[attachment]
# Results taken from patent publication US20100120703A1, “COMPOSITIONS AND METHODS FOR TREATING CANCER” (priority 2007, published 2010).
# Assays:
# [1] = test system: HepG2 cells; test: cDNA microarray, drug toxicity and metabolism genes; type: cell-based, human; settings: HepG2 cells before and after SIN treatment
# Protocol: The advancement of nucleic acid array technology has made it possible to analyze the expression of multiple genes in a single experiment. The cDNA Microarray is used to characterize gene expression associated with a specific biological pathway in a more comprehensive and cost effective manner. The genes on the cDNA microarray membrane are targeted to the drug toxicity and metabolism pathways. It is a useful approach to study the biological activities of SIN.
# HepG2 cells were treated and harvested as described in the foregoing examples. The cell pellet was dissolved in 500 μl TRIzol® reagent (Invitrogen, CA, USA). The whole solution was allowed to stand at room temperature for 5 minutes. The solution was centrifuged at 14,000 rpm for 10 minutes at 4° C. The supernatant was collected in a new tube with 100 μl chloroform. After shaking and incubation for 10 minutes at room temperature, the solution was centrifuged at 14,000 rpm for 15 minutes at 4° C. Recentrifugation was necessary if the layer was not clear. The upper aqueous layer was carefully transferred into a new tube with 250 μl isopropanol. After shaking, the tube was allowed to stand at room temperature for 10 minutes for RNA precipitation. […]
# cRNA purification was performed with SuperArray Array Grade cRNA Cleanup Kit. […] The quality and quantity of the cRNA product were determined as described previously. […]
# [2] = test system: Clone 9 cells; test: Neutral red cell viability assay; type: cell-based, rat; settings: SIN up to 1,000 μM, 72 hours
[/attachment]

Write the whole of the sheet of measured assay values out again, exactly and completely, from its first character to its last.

# Results taken from patent publication US20100120703A1, “COMPOSITIONS AND METHODS FOR TREATING CANCER” (priority 2007, published 2010).
# Assays:
# [1] = test system: HepG2 cells; test: cDNA microarray, drug toxicity and metabolism genes; type: cell-based, human; settings: HepG2 cells before and after SIN treatment
# Protocol: The advancement of nucleic acid array technology has made it possible to analyze the expression of multiple genes in a single experiment. The cDNA Microarray is used to characterize gene expression associated with a specific biological pathway in a more comprehensive and cost effective manner. The genes on the cDNA microarray membrane are targeted to the drug toxicity and metabolism pathways. It is a useful approach to study the biological activities of SIN.
# HepG2 cells were treated and harvested as described in the foregoing examples. The cell pellet was dissolved in 500 μl TRIzol® reagent (Invitrogen, CA, USA). The whole solution was allowed to stand at room temperature for 5 minutes. The solution was centrifuged at 14,000 rpm for 10 minutes at 4° C. The supernatant was collected in a new tube with 100 μl chloroform. After shaking and incubation for 10 minutes at room temperature, the solution was centrifuged at 14,000 rpm for 15 minutes at 4° C. Recentrifugation was necessary if the layer was not clear. The upper aqueous layer was carefully transferred into a new tube with 250 μl isopropanol. After shaking, the tube was allowed to stand at room temperature for 10 minutes for RNA precipitation. […]
# cRNA purification was performed with SuperArray Array Grade cRNA Cleanup Kit. […] The quality and quantity of the cRNA product were determined as described previously. […]
# [2] = test system: Clone 9 cells; test: Neutral red cell viability assay; type: cell-based, rat; settings: SIN up to 1,000 μM, 72 hours